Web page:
On Sunday, Feb. 17 eight Geneseo students traveled to Washington, D.C. to be a part of the Forward on Climate rally. This rally was designed to pressure President Barack Obama to focus on combating climate change.
The rally focused on showcasing negative effects of the Keystone XL pipeline and aimed to persuade Obama to vote against the creation of this tar sands pipeline.
Approximately 40,000 people were in attendance in D.C. and many cities across the country hosted marches in solidarity for individuals unable to make it to the capital.
Junior Jennifer Benson and sophomore Jessica Kroenert were two of the Geneseo students to attend the rally.
According to Kroenert, “We went to a similar rally in D.C. last year with a group in Rochester. It is a big event organized by 350.org so it was really well advertised.”
350.org is an environmental group aimed at decreasing the amount of carbon dioxide in the atmosphere from its current level of 392 parts per million to 350 parts per million. According to 350.org’s website, the organization is “building a global grassroots movement to solve the climate crisis and push for policies that will put the world on track to get to 350 ppm.”
In addition to pressuring Obama to focus on combating climate change during his second term, this rally focused on displaying an active presence of people who care about this issue.
“This is important especially after the State of the Union address, where President Obama discussed the importance of the current issues about climate change, so we wanted to show that we were listening,” Benson said.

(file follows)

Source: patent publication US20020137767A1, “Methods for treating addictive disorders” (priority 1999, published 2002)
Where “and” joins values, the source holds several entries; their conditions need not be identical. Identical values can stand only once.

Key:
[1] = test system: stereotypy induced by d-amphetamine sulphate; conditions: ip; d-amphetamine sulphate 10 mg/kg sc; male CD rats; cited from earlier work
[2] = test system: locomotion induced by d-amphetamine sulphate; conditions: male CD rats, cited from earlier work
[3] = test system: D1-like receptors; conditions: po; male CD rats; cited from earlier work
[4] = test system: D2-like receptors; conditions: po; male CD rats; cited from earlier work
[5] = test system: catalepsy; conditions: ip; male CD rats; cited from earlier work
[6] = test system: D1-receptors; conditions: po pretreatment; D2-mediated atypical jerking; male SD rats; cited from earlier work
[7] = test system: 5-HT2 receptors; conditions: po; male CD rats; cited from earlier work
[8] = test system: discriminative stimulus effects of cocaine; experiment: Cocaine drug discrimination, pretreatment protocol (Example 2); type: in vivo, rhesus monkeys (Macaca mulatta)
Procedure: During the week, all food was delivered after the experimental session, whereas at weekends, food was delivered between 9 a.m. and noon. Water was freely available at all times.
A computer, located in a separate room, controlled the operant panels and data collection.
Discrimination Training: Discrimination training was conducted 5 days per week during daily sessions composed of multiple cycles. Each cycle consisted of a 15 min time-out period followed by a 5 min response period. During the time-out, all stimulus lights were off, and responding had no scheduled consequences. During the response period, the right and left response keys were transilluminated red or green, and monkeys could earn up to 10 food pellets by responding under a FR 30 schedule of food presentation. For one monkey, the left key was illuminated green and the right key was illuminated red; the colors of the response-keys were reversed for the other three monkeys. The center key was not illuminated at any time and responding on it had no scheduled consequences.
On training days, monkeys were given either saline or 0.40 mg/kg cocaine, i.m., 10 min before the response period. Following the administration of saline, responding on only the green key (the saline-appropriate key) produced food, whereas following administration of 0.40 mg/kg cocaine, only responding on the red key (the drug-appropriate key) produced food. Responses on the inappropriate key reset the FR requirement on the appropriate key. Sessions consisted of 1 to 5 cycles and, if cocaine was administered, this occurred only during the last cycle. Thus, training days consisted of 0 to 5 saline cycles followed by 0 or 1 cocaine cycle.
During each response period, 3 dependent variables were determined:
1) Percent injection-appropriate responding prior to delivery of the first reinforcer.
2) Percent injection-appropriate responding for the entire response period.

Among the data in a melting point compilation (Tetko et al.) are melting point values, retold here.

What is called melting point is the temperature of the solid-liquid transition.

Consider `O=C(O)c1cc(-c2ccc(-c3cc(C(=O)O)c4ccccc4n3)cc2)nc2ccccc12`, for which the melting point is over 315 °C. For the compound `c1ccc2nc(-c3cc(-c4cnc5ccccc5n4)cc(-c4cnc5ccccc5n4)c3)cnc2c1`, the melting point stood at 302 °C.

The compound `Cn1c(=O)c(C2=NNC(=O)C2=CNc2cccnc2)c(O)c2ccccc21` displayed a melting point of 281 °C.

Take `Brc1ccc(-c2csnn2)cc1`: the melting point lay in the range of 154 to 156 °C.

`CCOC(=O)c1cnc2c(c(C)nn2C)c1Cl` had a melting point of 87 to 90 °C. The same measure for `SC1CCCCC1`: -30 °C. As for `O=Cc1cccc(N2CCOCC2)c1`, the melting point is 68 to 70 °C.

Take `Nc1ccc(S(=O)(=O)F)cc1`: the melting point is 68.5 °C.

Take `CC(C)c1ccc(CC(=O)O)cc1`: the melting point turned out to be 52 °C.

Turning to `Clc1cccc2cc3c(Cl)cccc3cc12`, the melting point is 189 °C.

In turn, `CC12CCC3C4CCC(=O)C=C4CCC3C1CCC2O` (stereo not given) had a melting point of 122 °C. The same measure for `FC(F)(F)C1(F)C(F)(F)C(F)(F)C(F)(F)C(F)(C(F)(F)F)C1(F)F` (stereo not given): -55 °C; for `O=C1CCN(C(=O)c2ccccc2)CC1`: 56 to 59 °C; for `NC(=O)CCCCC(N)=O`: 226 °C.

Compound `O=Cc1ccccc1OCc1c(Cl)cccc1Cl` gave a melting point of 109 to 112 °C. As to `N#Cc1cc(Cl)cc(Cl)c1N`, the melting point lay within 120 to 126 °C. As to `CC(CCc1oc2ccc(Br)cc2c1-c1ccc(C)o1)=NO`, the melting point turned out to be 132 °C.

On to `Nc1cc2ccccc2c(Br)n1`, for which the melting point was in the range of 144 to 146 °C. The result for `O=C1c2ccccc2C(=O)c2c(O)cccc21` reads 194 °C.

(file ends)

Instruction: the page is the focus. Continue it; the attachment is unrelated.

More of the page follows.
Attendees from New York took their activism a step further by focusing on an issue closer to home. According to Benson and Kroenert, approximately 500 to 1,000 people from New York converged in front of the World War II Memorial, where the group posed for a photograph to be sent to Gov. Andrew Cuomo. This picture was intended to keep the pressure on Cuomo concerning the issues of hydrofracking and climate change.
“There have been countless actions directed towards [Cuomo] that occurred in New York over past years, but since there was such an impressive turnout of New Yorkers at the Forward on Climate rally, and we all had to travel a significant distance to get there, it was a powerful statement to send [Cuomo] that these hundreds of New Yorkers travelled to D.C. to show that they are passionate and demand change and action,” Kroenert said.
Kroenert said that she felt it was important to participate in the Forward on Climate rally because of what she said is potential future impact from current decisions.
“The climate and environment is the most important thing we as young people can get involved in,” Kroenert said. “It connects to our future and our children’s future, and it affects us more than it affects the generations before us.”
Both Benson and Kroenert said that the rally was a rewarding experience.
“It was really good to be unified because we’re all usually in separate places and don’t normally work together on projects so it was good to see there’s a huge environmental community pushing for the same things we are,” Benson said.
“It was very inspirational, especially getting together with everyone from New York to take the picture,” Kroenert said. “I think there are a lot of important decisions coming up in the near future, so this is a crucial moment to get involved.”